CSX Transportation reports dramatic operational improvements under Harrison

Railroad may wind up with only three hump yards
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BOSTON — CSX Transportation executives say their railroad is improving by operational leaps in the 10 weeks since E. Hunter Harrison took over as CEO. The improvements are headlined by a 52-percent jump in on-time performance.

“We’re at the beginning of an amazing transformation,” Chief Financial Officer Frank Lonegro said at a transportation conference on May 18.

Train velocity was up 14 percent and terminal dwell was down 11 percent as CSX rolls out Harrison’s precision scheduled railroad operating model. On-time originations rose 16 percent, to 91.6 percent, while on-time arrivals jumped to 87.6 percent from just 57.8 percent.

CSX also is becoming more efficient by hauling the same amount of tonnage on far fewer trains. The railroad’s revenue-ton miles have held steady while the active train count has fallen by 15 percent.

“You’re going to continue to see that improve,” Lonegro says.

Lonegro credits Harrison for creating a winning mentality in the railroad’s Jacksonville, Fla., headquarters while driving “an unheard of” pace of change.

“He really has hit the ground running and has begun to implement precision scheduled railroading across our railroad,” Lonegro says.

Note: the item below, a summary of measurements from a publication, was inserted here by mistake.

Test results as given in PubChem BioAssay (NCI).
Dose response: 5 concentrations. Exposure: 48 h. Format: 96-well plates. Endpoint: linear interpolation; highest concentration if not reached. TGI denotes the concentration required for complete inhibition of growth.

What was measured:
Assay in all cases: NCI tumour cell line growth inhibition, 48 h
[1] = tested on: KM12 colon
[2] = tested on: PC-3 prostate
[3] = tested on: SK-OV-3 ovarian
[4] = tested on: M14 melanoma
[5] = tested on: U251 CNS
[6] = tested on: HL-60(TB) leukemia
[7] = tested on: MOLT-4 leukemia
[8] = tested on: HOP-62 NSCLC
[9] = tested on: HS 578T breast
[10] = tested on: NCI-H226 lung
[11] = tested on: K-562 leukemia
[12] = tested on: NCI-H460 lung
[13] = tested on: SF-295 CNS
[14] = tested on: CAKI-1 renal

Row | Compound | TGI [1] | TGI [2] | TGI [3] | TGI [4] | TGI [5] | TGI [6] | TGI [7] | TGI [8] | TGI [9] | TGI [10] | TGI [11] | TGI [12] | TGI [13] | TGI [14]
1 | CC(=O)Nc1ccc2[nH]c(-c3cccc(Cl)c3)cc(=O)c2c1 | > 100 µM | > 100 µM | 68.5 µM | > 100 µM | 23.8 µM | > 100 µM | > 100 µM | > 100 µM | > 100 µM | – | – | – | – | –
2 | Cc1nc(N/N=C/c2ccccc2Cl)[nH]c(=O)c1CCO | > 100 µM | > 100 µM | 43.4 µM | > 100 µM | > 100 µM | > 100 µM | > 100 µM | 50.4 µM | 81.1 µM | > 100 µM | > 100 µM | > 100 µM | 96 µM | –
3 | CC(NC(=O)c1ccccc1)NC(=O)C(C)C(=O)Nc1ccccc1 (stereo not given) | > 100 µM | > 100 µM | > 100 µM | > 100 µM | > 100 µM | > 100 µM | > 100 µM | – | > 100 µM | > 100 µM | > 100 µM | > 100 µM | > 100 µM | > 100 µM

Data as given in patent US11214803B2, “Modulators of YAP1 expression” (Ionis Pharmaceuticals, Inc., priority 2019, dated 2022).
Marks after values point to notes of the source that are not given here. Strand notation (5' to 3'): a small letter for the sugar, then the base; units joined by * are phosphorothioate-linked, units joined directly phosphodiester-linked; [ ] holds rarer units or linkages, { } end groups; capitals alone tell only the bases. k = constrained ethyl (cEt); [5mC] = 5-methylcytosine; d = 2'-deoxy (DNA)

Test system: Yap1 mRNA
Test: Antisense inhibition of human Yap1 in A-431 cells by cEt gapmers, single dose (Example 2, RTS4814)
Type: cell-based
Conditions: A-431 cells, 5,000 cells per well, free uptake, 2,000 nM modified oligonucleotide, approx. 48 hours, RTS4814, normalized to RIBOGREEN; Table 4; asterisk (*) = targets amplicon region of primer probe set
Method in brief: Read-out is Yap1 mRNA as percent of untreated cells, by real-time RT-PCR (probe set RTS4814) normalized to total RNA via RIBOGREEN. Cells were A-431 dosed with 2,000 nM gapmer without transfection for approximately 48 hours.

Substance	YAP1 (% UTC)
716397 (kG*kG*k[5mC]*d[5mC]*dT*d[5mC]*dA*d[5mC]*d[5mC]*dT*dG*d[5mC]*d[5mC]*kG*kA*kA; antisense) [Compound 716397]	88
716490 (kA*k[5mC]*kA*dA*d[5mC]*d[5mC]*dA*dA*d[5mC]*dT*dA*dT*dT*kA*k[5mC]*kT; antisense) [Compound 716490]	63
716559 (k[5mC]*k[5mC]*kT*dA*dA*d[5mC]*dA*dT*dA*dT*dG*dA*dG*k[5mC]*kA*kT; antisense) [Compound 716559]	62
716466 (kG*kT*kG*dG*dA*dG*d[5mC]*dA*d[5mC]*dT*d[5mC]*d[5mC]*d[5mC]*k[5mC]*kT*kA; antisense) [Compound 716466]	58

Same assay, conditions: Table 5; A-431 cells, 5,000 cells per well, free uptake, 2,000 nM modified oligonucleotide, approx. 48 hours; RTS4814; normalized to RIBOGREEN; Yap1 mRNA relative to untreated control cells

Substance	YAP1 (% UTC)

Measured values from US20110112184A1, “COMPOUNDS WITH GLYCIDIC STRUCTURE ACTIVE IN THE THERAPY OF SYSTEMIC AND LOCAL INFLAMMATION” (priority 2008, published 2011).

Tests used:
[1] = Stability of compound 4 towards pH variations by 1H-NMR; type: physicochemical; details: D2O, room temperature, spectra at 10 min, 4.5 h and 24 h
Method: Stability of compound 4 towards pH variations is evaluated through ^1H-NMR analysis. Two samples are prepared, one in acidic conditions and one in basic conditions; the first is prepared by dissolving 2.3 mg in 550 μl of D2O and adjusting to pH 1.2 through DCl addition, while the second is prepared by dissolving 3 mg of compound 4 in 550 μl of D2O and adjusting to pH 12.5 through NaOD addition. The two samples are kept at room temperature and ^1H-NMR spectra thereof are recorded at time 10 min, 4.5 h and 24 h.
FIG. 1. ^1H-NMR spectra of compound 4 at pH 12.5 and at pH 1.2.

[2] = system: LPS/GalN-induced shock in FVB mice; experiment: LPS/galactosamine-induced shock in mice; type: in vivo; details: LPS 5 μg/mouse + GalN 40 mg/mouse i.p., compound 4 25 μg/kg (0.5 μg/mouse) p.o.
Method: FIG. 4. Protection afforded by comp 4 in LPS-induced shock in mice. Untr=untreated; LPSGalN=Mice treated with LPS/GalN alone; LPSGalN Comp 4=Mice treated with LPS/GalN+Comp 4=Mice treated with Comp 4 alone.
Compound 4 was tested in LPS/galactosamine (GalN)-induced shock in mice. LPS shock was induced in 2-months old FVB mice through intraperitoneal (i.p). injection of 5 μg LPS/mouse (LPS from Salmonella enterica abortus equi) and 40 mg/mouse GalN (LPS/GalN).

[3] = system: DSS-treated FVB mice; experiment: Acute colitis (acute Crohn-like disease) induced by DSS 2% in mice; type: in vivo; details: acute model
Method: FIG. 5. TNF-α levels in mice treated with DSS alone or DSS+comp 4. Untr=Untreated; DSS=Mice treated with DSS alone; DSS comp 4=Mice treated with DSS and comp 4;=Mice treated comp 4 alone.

Keys to the improvements include running a balanced train plan, keeping terminals fluid, and reducing handling en route.

“Hunter’s philosophy is move the freight as far as you can as fast as you can and touch it as few times as you possibly can,” Lonegro says.

And that means don’t put traffic through hump yards if you don’t have to.

“At CSX historically we have been a big believer that the most efficient way to class traffic is through a hump yard,” Lonegro says. “Hunter has totally debunked that.”

CSX has already converted four hump yards — Toledo, Ohio; Louisville, Ky.; Hamlet, N.C.; and Atlanta — to flat-switching facilities. As part of the conversions, train plans have been modified so that traffic bypasses the yards, with the exception of cars destined for those locations.

The remaining eight hump yards are under “heavy evaluation” Lonegro says. More hump yards will be converted to flat switching this quarter, he says, and CSX ultimately will be left with just three or so hump yards. The final number could be two or four active humps, Lonegro adds.

CSX has stored 551 locomotives and parked, scrapped, or returned more than 22,000 freight cars so far this year as it is able to move freight more efficiently.

Is CSX hearing negative reactions from shippers or seeing volumes shift to Norfolk Southern as it makes operational changes?

“We’re really not seeing any market share shifts,” Lonegro says, although he acknowledges that the potential for service missteps as changes unfold. But he says customers are getting faster transit times, improved on-time performance, and better cycle times on their freight cars.

With better service and lower costs, CSX should be able to grab business from trucks, and not just intermodal business. Harrison “believes we can grow merchandise, which was not necessarily something we thought we could do absent economic lift,” Lonegro says.

Lonegro spoke at the Bank of America Merrill Lynch 2017 Transportation Conference.

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